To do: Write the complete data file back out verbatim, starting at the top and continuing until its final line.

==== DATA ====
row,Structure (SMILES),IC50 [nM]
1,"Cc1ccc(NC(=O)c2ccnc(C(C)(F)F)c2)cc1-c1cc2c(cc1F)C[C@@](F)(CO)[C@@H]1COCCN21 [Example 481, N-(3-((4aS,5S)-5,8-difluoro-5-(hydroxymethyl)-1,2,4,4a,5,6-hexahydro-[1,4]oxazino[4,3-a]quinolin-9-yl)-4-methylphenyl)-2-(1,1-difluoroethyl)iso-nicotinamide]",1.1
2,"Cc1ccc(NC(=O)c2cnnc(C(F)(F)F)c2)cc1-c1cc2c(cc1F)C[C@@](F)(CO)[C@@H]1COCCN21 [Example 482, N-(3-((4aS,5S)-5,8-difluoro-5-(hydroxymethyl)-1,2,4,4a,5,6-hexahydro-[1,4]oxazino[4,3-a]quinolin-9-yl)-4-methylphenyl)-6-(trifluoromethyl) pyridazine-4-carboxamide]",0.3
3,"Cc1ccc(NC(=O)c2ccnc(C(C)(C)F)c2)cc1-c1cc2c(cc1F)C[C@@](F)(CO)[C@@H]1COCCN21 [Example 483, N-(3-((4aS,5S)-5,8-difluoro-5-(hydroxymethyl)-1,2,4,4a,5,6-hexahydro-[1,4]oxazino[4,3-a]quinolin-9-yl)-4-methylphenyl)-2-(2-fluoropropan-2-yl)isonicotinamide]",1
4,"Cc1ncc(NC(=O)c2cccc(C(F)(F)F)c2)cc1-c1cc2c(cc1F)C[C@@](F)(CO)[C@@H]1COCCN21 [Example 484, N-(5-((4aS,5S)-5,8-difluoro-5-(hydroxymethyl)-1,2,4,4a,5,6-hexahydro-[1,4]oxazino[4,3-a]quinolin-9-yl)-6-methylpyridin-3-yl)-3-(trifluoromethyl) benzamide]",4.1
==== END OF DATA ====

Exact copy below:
row,Structure (SMILES),IC50 [nM]
1,"Cc1ccc(NC(=O)c2ccnc(C(C)(F)F)c2)cc1-c1cc2c(cc1F)C[C@@](F)(CO)[C@@H]1COCCN21 [Example 481, N-(3-((4aS,5S)-5,8-difluoro-5-(hydroxymethyl)-1,2,4,4a,5,6-hexahydro-[1,4]oxazino[4,3-a]quinolin-9-yl)-4-methylphenyl)-2-(1,1-difluoroethyl)iso-nicotinamide]",1.1
2,"Cc1ccc(NC(=O)c2cnnc(C(F)(F)F)c2)cc1-c1cc2c(cc1F)C[C@@](F)(CO)[C@@H]1COCCN21 [Example 482, N-(3-((4aS,5S)-5,8-difluoro-5-(hydroxymethyl)-1,2,4,4a,5,6-hexahydro-[1,4]oxazino[4,3-a]quinolin-9-yl)-4-methylphenyl)-6-(trifluoromethyl) pyridazine-4-carboxamide]",0.3
3,"Cc1ccc(NC(=O)c2ccnc(C(C)(C)F)c2)cc1-c1cc2c(cc1F)C[C@@](F)(CO)[C@@H]1COCCN21 [Example 483, N-(3-((4aS,5S)-5,8-difluoro-5-(hydroxymethyl)-1,2,4,4a,5,6-hexahydro-[1,4]oxazino[4,3-a]quinolin-9-yl)-4-methylphenyl)-2-(2-fluoropropan-2-yl)isonicotinamide]",1
4,"Cc1ncc(NC(=O)c2cccc(C(F)(F)F)c2)cc1-c1cc2c(cc1F)C[C@@](F)(CO)[C@@H]1COCCN21 [Example 484, N-(5-((4aS,5S)-5,8-difluoro-5-(hydroxymethyl)-1,2,4,4a,5,6-hexahydro-[1,4]oxazino[4,3-a]quinolin-9-yl)-6-methylpyridin-3-yl)-3-(trifluoromethyl) benzamide]",4.1